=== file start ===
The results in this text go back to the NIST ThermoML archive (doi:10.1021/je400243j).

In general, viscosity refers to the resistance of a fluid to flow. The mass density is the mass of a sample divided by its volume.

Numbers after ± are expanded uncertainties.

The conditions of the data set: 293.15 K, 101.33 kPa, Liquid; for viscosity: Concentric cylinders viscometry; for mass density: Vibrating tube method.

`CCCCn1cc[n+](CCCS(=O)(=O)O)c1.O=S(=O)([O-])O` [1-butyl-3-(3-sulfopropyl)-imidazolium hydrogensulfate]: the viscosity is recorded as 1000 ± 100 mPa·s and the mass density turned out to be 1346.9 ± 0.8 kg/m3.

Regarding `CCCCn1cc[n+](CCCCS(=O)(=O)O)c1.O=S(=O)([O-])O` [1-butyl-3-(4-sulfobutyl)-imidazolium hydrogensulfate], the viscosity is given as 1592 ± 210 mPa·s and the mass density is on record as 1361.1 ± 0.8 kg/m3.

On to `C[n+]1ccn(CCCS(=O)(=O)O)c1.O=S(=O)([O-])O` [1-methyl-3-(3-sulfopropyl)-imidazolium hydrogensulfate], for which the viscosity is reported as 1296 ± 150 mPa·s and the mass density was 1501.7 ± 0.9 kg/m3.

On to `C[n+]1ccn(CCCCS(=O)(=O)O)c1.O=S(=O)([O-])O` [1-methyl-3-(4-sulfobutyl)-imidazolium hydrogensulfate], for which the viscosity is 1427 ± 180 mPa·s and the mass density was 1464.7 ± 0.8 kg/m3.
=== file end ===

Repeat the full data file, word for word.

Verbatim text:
The results in this text go back to the NIST ThermoML archive (doi:10.1021/je400243j).

In general, viscosity refers to the resistance of a fluid to flow. The mass density is the mass of a sample divided by its volume.

Numbers after ± are expanded uncertainties.

The conditions of the data set: 293.15 K, 101.33 kPa, Liquid; for viscosity: Concentric cylinders viscometry; for mass density: Vibrating tube method.

`CCCCn1cc[n+](CCCS(=O)(=O)O)c1.O=S(=O)([O-])O` [1-butyl-3-(3-sulfopropyl)-imidazolium hydrogensulfate]: the viscosity is recorded as 1000 ± 100 mPa·s and the mass density turned out to be 1346.9 ± 0.8 kg/m3.

Regarding `CCCCn1cc[n+](CCCCS(=O)(=O)O)c1.O=S(=O)([O-])O` [1-butyl-3-(4-sulfobutyl)-imidazolium hydrogensulfate], the viscosity is given as 1592 ± 210 mPa·s and the mass density is on record as 1361.1 ± 0.8 kg/m3.

On to `C[n+]1ccn(CCCS(=O)(=O)O)c1.O=S(=O)([O-])O` [1-methyl-3-(3-sulfopropyl)-imidazolium hydrogensulfate], for which the viscosity is reported as 1296 ± 150 mPa·s and the mass density was 1501.7 ± 0.9 kg/m3.

On to `C[n+]1ccn(CCCCS(=O)(=O)O)c1.O=S(=O)([O-])O` [1-methyl-3-(4-sulfobutyl)-imidazolium hydrogensulfate], for which the viscosity is 1427 ± 180 mPa·s and the mass density was 1464.7 ± 0.8 kg/m3.